62. Trouble maker or hesitant: It depends on the degree. Really hesitant is just awkward, but so is very trouble-inclined.


63. Kissed a stranger: No, but I came frighteningly close to tackle-hugging one because she looked so much like my friend.
64. Lost glasses/contacts: lost glasses and broken them
65. Kissed on first date: I haven't gone on a date. So no.
66. Had your heart broken: Wouldn't you just want to know?
67. Been arrested: By the gravity police. My feet weren't firmly planted on the ground. I spent time in the penitentiary of Asphalt.
68. Turned someone down: Yup.
69. Cried when someone died: When I realize that they're dead, yes. But not always. Sometimes I'm just sad.


70. Yourself: Hardly.
71. Miracles: Of course. It's a miracle I'm still alive since I'm so accident-prone
72. Love at first sight: Yes, and his name is Ignatius.

Well-Earned Peace

Wow. I just want to say it's perfect here. I arrived at a little, Old-Florida style hotel about an hour ago (9 pm Eastern), and don't want to leave for a very long time. You get to our room by walking behind the two-story house, past rows of bicycles waiting for the morning, over an uneven deck made of untreated wood, and up some rickety stairs with a view of the courtyard. It's all in black and white, and as I write, the air conditioning goes to work to remove some of the 92 degrees of heat that still linger in the evening air. It smells like suntan lotion, and we have yet to spend time on the beach. 

It's startling to realize that I am officially an alumni of speech and debate. I finished my career by going to two national championships, where it may be noted that I exceeded my own expectations. But now, it's over. Nine whole tournaments of fun, a few more friends, a couple more marbles lost, and my speech and debate career is over. Done. Caput. I've barely been done for a day, and I already feel out of the loop.

My spring is going to be incredibly empty next year. Most of my friends will continue to compete and fill their school years with tournaments, suits, and lots of traveling. But me? I don't know what I'm doing. Probably applying to colleges and doing lots of musical recitals.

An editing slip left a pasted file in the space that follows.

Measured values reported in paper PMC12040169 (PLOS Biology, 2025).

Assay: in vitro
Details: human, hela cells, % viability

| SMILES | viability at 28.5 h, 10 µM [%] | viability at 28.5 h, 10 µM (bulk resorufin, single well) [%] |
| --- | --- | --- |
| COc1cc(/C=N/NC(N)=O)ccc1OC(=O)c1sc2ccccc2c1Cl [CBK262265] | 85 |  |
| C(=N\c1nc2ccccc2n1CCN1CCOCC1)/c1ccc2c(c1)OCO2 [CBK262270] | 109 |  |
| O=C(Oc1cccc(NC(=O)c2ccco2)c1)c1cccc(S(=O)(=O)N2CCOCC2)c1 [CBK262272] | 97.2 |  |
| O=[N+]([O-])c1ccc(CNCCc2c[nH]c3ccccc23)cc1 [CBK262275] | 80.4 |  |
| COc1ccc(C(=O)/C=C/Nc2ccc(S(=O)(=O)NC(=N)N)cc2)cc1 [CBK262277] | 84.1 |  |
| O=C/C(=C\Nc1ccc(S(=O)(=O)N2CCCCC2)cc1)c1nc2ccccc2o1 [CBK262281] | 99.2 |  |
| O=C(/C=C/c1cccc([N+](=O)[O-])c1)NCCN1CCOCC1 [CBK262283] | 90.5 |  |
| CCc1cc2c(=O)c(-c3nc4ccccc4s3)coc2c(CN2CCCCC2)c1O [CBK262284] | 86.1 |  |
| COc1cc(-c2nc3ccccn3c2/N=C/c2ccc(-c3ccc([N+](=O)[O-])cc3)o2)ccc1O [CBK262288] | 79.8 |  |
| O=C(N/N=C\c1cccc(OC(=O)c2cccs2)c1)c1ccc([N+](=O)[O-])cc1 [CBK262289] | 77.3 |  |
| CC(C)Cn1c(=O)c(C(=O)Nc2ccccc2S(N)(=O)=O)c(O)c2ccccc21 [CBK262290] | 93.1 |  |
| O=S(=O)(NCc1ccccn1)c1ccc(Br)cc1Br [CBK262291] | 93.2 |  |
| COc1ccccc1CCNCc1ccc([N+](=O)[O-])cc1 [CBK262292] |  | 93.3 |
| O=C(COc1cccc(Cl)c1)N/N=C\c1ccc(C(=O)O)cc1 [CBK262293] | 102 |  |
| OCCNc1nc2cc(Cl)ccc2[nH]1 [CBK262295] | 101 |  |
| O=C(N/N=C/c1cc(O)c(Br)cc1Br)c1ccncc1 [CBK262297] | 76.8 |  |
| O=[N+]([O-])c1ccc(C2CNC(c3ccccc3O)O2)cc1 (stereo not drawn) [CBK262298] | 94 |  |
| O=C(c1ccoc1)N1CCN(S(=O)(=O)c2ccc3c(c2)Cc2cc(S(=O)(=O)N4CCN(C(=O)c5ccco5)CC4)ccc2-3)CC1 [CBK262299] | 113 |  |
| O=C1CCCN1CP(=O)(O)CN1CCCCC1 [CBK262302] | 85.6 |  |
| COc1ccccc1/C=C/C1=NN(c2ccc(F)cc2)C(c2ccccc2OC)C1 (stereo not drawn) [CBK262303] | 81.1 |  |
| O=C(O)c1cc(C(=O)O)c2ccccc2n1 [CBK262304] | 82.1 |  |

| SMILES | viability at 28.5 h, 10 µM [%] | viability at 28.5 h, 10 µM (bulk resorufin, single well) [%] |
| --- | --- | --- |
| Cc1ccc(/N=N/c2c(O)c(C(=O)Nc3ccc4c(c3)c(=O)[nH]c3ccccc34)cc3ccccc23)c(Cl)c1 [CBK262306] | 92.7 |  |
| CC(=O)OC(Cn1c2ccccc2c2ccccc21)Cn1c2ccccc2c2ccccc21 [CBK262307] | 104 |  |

I've been asked by a couple people to hang around a bit, maybe help some debaters or coach some speech. I can honestly say I don't know how to feel about this. On the one hand, they're my friends and I could help them out, considering that I know the hard way to get to Nationals. On the other hand, I've just used up 5 years of my life doing competitive speech and debate, and I don't need to stick around. There are enough alumni with no life outside of speech and debate, there doesn't need to be one more.

But I'm pushing that off to the side. You see, folks, I'm here in Florida. I haven't had a life, or a real vacation, in years, and I'm determined to exploit my time on the East Coast to the fullest advantage. My mom has promised me a few days of just hanging by the beach, and I intend to hold her to her word. And when we're done in St. Petersburg, we're going first to the Everglades and then to Key West. And after Florida, my family is roadtripping up the East Coast to Washington DC. What this means is that I'm not returning to the Pacific Northwest until July 9th. I'm super excited.

Speaking of which, I'm also super excited to tell my alternative to ballot parties. For those of you not in the know, a ballot party is where all us geeky speech and debaters overwhelm a Denny's or similarly cheap restaurant very late at night and read the pieces of paper over which countless judges have written judgemental, uplifting, or frustrating comments about our speeches and debates. It's pretty masochistic if you stop to think about it. But anyways, I've never really enjoyed ballot parties because I don't like reading ballots unless I really have to. So last night, while I was still in Massachusetts, my chaperones and I drove to the Singing Sands of Manchester by the Sea and frolicked in the waves in full professional attire. It was much more uplifiting and edifying than reading the judgements of strangers.

So anyways, I'm excited to be here. I'm excited to wear my swimsuit instead of my business suit, and I'm excited to rush to the beach instead of to rounds. I'm excited that the only deadline I have is the end of my trip, and while I'm not so excited at leaving my friends behind for a month, I am excited to see them again when I return. I plan on being so tan that I hurt their weak eyes amphibious from all the rain in the Northwest.

So until next time, my dear readers! I'm off to bed where I don't have to set an alarm to get up tomorrow.


08 June 2011

Shutdown Initiated

If anyone ends up reading this, I'll be surprised. Why? Because I haven't posted in almost a month now. Sad, right?

Well, I'm currently in between national tournaments. I went to NITOC last week, and will be attending NCFCA Nationals next week. I leave on Saturday. This is just a quick reminder that I'm still alive and hope to post sometime after Nationals.

Keep Calm.